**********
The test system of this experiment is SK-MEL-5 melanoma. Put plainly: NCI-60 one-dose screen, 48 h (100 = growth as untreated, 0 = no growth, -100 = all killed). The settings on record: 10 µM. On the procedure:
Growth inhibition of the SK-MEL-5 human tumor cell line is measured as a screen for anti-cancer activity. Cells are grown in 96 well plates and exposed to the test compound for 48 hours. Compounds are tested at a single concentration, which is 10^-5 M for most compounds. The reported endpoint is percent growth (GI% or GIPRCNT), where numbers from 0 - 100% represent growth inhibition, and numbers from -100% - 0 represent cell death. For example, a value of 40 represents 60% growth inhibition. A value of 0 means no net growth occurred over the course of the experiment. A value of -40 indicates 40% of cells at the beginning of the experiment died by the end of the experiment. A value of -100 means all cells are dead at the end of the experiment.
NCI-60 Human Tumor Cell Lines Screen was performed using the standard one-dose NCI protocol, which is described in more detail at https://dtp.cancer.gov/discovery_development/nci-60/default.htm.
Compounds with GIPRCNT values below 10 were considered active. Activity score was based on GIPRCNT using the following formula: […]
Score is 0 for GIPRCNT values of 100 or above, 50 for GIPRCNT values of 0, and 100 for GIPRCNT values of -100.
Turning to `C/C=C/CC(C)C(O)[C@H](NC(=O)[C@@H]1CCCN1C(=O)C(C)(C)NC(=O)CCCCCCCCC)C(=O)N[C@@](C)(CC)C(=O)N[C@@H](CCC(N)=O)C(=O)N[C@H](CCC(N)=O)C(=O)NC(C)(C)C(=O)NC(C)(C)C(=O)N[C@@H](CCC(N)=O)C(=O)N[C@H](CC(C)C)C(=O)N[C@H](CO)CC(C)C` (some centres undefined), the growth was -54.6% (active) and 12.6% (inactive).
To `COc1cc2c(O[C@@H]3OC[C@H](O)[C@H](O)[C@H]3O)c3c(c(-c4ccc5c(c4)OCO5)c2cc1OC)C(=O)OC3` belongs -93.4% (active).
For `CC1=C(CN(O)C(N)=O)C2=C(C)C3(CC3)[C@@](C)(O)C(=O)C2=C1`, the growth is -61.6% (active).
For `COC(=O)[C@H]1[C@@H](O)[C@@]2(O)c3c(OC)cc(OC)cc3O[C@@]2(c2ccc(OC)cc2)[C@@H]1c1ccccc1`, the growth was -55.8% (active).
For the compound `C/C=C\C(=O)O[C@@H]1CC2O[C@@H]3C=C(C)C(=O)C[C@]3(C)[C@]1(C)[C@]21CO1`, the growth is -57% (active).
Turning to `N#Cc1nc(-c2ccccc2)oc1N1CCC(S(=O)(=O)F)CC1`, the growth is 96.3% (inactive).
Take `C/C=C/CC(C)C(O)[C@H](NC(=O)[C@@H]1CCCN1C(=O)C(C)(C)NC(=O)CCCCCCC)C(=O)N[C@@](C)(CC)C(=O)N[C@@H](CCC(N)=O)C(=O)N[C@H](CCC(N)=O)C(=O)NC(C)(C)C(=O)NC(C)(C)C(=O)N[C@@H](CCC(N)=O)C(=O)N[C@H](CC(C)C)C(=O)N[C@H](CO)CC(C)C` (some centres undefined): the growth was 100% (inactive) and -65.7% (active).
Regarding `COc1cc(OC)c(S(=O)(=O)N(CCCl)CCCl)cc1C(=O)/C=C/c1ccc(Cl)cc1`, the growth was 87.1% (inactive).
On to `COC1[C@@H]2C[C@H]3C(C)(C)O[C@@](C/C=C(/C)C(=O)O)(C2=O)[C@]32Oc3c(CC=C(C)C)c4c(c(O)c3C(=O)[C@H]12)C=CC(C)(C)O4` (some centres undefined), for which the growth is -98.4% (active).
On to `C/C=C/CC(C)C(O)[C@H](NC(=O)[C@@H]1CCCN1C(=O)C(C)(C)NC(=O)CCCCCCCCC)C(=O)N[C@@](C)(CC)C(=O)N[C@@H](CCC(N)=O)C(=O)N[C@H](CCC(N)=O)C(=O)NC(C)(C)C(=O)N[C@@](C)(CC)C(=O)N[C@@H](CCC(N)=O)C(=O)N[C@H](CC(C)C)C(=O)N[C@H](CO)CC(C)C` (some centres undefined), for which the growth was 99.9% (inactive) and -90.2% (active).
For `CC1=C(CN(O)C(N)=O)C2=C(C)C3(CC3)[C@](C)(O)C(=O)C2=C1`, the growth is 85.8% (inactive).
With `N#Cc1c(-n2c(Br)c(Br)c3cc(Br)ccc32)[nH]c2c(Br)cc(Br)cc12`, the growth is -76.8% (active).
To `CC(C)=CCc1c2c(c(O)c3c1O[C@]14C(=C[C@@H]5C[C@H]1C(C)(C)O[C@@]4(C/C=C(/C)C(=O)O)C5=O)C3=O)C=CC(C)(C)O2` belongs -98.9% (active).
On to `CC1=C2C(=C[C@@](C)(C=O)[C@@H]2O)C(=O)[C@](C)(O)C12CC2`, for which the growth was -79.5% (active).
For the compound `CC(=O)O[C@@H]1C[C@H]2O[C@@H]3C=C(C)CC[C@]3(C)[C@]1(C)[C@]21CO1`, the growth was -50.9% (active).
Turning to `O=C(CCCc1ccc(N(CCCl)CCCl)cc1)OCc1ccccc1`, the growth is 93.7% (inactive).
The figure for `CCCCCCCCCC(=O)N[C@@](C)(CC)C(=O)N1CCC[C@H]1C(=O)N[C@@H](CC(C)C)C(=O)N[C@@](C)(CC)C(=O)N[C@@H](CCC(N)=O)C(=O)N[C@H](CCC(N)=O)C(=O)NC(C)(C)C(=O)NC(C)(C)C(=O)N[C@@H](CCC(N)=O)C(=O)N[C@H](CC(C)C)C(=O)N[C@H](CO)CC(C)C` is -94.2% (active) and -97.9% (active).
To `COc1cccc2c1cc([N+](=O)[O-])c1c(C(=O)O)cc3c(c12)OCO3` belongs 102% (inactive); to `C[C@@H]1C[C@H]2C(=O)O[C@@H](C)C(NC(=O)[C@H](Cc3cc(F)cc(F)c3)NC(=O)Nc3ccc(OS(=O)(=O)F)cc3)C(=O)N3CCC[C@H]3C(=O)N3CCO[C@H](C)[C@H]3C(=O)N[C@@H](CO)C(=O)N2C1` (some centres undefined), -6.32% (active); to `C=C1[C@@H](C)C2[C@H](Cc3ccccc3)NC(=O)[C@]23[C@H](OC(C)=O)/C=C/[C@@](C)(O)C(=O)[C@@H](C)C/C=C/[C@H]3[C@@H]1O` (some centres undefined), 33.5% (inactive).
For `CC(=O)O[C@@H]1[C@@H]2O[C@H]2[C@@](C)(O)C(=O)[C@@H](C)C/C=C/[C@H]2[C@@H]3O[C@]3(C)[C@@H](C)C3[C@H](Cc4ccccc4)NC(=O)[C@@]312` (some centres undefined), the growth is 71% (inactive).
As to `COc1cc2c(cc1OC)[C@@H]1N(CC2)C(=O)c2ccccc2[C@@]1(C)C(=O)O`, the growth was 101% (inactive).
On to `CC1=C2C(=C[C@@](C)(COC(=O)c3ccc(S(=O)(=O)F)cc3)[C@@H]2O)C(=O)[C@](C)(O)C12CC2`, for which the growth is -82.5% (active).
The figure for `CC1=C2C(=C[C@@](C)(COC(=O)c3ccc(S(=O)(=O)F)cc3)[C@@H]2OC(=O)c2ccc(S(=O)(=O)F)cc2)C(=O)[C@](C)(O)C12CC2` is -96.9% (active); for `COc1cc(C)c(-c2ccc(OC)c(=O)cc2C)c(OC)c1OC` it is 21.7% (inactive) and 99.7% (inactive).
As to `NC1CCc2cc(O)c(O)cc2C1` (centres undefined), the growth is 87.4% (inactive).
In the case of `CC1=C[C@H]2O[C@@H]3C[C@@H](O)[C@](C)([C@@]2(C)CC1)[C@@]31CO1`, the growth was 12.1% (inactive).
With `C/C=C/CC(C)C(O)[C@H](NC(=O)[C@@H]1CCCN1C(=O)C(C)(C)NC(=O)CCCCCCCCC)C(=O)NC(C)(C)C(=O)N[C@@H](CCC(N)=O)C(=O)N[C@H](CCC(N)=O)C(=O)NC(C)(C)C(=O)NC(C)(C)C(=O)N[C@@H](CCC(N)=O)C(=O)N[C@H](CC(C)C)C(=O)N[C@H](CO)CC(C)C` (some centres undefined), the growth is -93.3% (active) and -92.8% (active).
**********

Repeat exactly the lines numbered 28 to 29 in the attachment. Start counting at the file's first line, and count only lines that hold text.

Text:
As to `NC1CCc2cc(O)c(O)cc2C1` (centres undefined), the growth is 87.4% (inactive).
In the case of `CC1=C[C@H]2O[C@@H]3C[C@@H](O)[C@](C)([C@@]2(C)CC1)[C@@]31CO1`, the growth was 12.1% (inactive).